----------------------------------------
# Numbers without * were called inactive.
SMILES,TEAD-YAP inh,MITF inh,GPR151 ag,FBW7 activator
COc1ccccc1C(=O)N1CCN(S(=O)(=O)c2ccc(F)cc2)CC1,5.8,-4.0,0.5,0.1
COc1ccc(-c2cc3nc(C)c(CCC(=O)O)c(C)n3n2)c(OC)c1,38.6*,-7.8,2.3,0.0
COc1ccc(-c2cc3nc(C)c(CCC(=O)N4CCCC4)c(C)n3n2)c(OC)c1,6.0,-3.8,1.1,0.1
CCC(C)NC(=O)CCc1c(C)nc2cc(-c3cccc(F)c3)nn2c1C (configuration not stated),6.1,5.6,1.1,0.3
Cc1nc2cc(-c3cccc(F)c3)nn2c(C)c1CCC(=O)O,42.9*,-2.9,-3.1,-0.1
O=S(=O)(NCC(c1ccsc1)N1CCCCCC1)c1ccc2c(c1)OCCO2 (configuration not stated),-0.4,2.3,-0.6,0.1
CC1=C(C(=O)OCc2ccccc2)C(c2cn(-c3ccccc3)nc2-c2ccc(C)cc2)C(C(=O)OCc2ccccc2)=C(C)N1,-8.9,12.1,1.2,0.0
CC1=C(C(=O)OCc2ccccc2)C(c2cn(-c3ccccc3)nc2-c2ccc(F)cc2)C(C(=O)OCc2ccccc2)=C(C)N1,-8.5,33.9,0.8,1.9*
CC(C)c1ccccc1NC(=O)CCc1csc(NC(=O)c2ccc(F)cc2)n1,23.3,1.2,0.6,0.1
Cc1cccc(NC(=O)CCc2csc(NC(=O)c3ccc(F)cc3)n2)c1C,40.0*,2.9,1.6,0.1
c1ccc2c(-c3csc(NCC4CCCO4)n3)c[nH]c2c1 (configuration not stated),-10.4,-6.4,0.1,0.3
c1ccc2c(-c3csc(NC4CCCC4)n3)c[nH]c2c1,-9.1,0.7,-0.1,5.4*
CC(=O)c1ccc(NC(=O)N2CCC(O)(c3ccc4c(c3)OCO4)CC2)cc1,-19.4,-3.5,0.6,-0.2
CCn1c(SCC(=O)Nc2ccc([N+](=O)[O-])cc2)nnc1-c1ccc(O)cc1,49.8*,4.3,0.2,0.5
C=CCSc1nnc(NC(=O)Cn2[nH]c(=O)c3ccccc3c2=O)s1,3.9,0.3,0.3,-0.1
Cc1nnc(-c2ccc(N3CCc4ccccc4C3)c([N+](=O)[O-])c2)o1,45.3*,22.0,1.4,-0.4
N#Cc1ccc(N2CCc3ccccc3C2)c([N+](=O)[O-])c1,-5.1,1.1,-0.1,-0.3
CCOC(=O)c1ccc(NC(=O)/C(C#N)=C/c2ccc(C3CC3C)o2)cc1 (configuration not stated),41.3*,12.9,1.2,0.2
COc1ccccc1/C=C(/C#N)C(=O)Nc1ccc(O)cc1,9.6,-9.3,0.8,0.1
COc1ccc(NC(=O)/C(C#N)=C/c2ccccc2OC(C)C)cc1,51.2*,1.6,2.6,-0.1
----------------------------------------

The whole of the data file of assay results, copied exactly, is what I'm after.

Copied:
# Numbers without * were called inactive.
SMILES,TEAD-YAP inh,MITF inh,GPR151 ag,FBW7 activator
COc1ccccc1C(=O)N1CCN(S(=O)(=O)c2ccc(F)cc2)CC1,5.8,-4.0,0.5,0.1
COc1ccc(-c2cc3nc(C)c(CCC(=O)O)c(C)n3n2)c(OC)c1,38.6*,-7.8,2.3,0.0
COc1ccc(-c2cc3nc(C)c(CCC(=O)N4CCCC4)c(C)n3n2)c(OC)c1,6.0,-3.8,1.1,0.1
CCC(C)NC(=O)CCc1c(C)nc2cc(-c3cccc(F)c3)nn2c1C (configuration not stated),6.1,5.6,1.1,0.3
Cc1nc2cc(-c3cccc(F)c3)nn2c(C)c1CCC(=O)O,42.9*,-2.9,-3.1,-0.1
O=S(=O)(NCC(c1ccsc1)N1CCCCCC1)c1ccc2c(c1)OCCO2 (configuration not stated),-0.4,2.3,-0.6,0.1
CC1=C(C(=O)OCc2ccccc2)C(c2cn(-c3ccccc3)nc2-c2ccc(C)cc2)C(C(=O)OCc2ccccc2)=C(C)N1,-8.9,12.1,1.2,0.0
CC1=C(C(=O)OCc2ccccc2)C(c2cn(-c3ccccc3)nc2-c2ccc(F)cc2)C(C(=O)OCc2ccccc2)=C(C)N1,-8.5,33.9,0.8,1.9*
CC(C)c1ccccc1NC(=O)CCc1csc(NC(=O)c2ccc(F)cc2)n1,23.3,1.2,0.6,0.1
Cc1cccc(NC(=O)CCc2csc(NC(=O)c3ccc(F)cc3)n2)c1C,40.0*,2.9,1.6,0.1
c1ccc2c(-c3csc(NCC4CCCO4)n3)c[nH]c2c1 (configuration not stated),-10.4,-6.4,0.1,0.3
c1ccc2c(-c3csc(NC4CCCC4)n3)c[nH]c2c1,-9.1,0.7,-0.1,5.4*
CC(=O)c1ccc(NC(=O)N2CCC(O)(c3ccc4c(c3)OCO4)CC2)cc1,-19.4,-3.5,0.6,-0.2
CCn1c(SCC(=O)Nc2ccc([N+](=O)[O-])cc2)nnc1-c1ccc(O)cc1,49.8*,4.3,0.2,0.5
C=CCSc1nnc(NC(=O)Cn2[nH]c(=O)c3ccccc3c2=O)s1,3.9,0.3,0.3,-0.1
Cc1nnc(-c2ccc(N3CCc4ccccc4C3)c([N+](=O)[O-])c2)o1,45.3*,22.0,1.4,-0.4
N#Cc1ccc(N2CCc3ccccc3C2)c([N+](=O)[O-])c1,-5.1,1.1,-0.1,-0.3
CCOC(=O)c1ccc(NC(=O)/C(C#N)=C/c2ccc(C3CC3C)o2)cc1 (configuration not stated),41.3*,12.9,1.2,0.2
COc1ccccc1/C=C(/C#N)C(=O)Nc1ccc(O)cc1,9.6,-9.3,0.8,0.1
COc1ccc(NC(=O)/C(C#N)=C/c2ccccc2OC(C)C)cc1,51.2*,1.6,2.6,-0.1